Fifty state attorneys general are joining an investigation into Alphabet Inc. unit Google (GOOGL - Free Report) over possible antitrust violations. The bipartisan probe includes attorneys general from 48 states, the District of Columbia and Puerto Rico. California and Alabama are not involved in the probe, said Texas AG Ken Paxton at Monday’s press conference; Google’s dominance in the ad market and use of consumer data was also emphasized. Facebook (FB - Free Report) is under state investigation for similar antitrust practices by the same group of attorneys general as well.
Apple (AAPL - Free Report) and Amazon (AMZN - Free Report) , in addition to Google and Facebook, are also under federal investigation for potential antitrust violations. Are big technology companies using monopoly power to defend and extend their dominance over the U.S. digital marketplace? That is the big question being asked by state attorneys general as they ramp up their investigation into big tech companies’ practices.
The Potential Case Against Google
Federal antitrust laws are broadly written, providing the government with the opportunity to freely apply the laws to the contemporary economic landscape. If a case does end up resulting from the federal or state level investigations, then it will take antitrust enforcement into new uncharted, digital age territory. Courts haven’t seen a major monopolization case since the Department of Justice sued Microsoft (MSFT - Free Report) two decades ago.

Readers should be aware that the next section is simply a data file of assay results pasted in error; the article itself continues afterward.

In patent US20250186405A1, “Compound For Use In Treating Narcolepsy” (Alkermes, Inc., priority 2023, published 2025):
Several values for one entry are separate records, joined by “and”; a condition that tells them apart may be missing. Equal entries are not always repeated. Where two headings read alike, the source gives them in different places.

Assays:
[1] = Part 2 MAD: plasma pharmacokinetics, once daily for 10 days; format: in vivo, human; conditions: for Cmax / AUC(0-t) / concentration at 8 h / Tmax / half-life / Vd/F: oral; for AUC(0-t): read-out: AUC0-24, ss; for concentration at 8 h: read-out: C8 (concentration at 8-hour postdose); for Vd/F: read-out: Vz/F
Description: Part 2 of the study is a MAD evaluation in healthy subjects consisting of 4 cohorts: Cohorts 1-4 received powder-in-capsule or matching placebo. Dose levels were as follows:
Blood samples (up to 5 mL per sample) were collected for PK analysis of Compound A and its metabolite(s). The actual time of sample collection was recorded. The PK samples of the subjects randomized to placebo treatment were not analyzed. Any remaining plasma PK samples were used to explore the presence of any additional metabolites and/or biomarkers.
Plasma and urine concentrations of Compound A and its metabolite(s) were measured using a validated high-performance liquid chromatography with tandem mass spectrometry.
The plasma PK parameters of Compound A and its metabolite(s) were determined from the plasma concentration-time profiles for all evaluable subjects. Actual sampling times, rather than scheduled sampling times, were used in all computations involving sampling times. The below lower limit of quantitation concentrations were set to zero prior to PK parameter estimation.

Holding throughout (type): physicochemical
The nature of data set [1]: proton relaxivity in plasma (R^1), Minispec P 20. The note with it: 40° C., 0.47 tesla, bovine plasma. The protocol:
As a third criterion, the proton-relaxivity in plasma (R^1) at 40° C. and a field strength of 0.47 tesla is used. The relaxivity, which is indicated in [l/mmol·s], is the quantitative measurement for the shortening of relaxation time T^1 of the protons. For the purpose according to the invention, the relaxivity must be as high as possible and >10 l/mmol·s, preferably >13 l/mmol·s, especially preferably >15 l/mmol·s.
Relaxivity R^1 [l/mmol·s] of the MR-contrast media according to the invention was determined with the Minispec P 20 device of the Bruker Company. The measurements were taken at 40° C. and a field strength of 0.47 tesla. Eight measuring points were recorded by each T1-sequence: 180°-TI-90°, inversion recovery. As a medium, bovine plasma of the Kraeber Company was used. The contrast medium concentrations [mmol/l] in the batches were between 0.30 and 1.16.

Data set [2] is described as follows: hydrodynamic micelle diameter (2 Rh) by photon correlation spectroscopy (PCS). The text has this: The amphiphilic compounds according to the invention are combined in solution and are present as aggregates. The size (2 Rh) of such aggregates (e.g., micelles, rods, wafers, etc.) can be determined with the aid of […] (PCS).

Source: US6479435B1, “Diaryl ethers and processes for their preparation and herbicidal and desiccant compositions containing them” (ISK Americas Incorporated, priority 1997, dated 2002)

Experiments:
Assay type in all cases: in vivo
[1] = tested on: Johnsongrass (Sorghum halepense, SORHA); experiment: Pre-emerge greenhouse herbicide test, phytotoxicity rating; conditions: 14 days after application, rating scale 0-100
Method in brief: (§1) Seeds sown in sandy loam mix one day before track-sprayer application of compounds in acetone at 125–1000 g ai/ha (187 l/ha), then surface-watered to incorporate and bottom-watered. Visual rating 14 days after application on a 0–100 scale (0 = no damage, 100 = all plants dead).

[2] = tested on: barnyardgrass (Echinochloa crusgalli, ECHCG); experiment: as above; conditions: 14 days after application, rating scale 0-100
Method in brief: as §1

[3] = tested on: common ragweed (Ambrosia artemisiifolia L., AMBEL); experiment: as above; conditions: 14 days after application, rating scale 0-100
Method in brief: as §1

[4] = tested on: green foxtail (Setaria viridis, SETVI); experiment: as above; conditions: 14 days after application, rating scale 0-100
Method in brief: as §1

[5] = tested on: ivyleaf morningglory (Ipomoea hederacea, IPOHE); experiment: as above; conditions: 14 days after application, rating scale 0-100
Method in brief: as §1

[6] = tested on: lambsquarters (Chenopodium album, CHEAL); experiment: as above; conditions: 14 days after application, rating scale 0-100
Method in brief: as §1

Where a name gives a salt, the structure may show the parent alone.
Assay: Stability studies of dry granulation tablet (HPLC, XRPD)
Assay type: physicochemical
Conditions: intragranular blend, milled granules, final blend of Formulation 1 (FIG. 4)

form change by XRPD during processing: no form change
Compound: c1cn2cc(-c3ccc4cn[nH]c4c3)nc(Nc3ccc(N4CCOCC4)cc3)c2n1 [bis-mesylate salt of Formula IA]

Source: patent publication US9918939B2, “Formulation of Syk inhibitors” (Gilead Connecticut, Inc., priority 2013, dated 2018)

Florida state attorney general, Ashley Moody, stated, “Is something really free if we are increasingly giving over our privacy information? Is something really free if online ad prices go up based on one company’s control.” The argument is that Google has used its dominance in online search to solidify its position in online advertising. Google possesses unmatched data on publishers, advertisers, and what consumers search for.
Another potential point against Google is that the company maintained its huge market share of online ad sales by excluding competing firms through contractual terms that make it harder for advertisers and publishers to work with other ad businesses that compete with Google. In 2016, Google started requiring that advertisers use its tools to buy ads in YouTube, which holds the largest audience for online videos.
In 2017, the European Union concluded that Google biases its own search results in favor of Google offerings and slapped a $2.7 billion fine on the company. A recent study found that less than half of desktop and mobile Google searches result in the user landing on a non-Google website. The EU also imposed a $5 billion fine for Google requiring smartphone manufacturers using the Android operating system to pre-install Google’s search app and its Chrome browser.
Antitrust probes pose a direct threat to companies’ business models. If the federal or state probes find evidence of anti-competitive behavior in Google’s practices then the company would be compelled to make its algorithms friendlier to rival companies even if it is detrimental to its bottom line. The other companies, if found guilty, would also be forced to reconfigure their business models in ways that can possibly hinder their profitability.
Google is now facing possible litigation on the state and federal front, which continue to pose headwinds for the company and shareholders. However, in the short-term, the company has had strong estimate revisions, giving it a Zacks Rank #2 (Buy).
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